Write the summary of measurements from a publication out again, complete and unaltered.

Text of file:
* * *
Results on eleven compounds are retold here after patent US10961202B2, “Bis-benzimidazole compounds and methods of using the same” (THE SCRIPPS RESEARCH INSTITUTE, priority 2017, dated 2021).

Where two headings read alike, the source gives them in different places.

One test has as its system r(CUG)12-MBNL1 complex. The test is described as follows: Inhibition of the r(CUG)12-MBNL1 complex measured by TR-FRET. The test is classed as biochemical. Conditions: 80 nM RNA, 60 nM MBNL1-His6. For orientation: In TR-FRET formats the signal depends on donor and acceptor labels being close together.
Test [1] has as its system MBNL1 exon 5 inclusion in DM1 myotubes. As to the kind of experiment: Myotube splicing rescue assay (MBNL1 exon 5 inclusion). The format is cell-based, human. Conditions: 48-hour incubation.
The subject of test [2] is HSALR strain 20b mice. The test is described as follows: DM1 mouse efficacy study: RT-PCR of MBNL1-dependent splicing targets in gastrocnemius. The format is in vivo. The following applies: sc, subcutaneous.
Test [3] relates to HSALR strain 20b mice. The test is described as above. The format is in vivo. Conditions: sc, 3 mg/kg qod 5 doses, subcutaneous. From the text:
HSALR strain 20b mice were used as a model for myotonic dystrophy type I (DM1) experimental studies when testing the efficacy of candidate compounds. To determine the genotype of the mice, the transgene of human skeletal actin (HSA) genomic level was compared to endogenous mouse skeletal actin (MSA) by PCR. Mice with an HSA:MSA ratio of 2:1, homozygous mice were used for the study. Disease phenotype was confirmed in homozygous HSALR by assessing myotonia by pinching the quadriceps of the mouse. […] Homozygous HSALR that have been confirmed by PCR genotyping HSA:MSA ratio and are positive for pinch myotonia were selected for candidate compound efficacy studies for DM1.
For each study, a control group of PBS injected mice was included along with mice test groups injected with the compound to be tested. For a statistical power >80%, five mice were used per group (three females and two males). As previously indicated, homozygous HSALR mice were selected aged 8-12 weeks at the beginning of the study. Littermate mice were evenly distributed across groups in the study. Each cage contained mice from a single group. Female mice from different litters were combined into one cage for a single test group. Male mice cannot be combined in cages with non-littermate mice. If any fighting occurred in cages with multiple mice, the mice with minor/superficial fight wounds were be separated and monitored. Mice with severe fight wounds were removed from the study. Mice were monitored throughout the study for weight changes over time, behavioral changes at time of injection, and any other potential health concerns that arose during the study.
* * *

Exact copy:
Results on eleven compounds are retold here after patent US10961202B2, “Bis-benzimidazole compounds and methods of using the same” (THE SCRIPPS RESEARCH INSTITUTE, priority 2017, dated 2021).

Where two headings read alike, the source gives them in different places.

One test has as its system r(CUG)12-MBNL1 complex. The test is described as follows: Inhibition of the r(CUG)12-MBNL1 complex measured by TR-FRET. The test is classed as biochemical. Conditions: 80 nM RNA, 60 nM MBNL1-His6. For orientation: In TR-FRET formats the signal depends on donor and acceptor labels being close together.
Test [1] has as its system MBNL1 exon 5 inclusion in DM1 myotubes. As to the kind of experiment: Myotube splicing rescue assay (MBNL1 exon 5 inclusion). The format is cell-based, human. Conditions: 48-hour incubation.
The subject of test [2] is HSALR strain 20b mice. The test is described as follows: DM1 mouse efficacy study: RT-PCR of MBNL1-dependent splicing targets in gastrocnemius. The format is in vivo. The following applies: sc, subcutaneous.
Test [3] relates to HSALR strain 20b mice. The test is described as above. The format is in vivo. Conditions: sc, 3 mg/kg qod 5 doses, subcutaneous. From the text:
HSALR strain 20b mice were used as a model for myotonic dystrophy type I (DM1) experimental studies when testing the efficacy of candidate compounds. To determine the genotype of the mice, the transgene of human skeletal actin (HSA) genomic level was compared to endogenous mouse skeletal actin (MSA) by PCR. Mice with an HSA:MSA ratio of 2:1, homozygous mice were used for the study. Disease phenotype was confirmed in homozygous HSALR by assessing myotonia by pinching the quadriceps of the mouse. […] Homozygous HSALR that have been confirmed by PCR genotyping HSA:MSA ratio and are positive for pinch myotonia were selected for candidate compound efficacy studies for DM1.
For each study, a control group of PBS injected mice was included along with mice test groups injected with the compound to be tested. For a statistical power >80%, five mice were used per group (three females and two males). As previously indicated, homozygous HSALR mice were selected aged 8-12 weeks at the beginning of the study. Littermate mice were evenly distributed across groups in the study. Each cage contained mice from a single group. Female mice from different litters were combined into one cage for a single test group. Male mice cannot be combined in cages with non-littermate mice. If any fighting occurred in cages with multiple mice, the mice with minor/superficial fight wounds were be separated and monitored. Mice with severe fight wounds were removed from the study. Mice were monitored throughout the study for weight changes over time, behavioral changes at time of injection, and any other potential health concerns that arose during the study.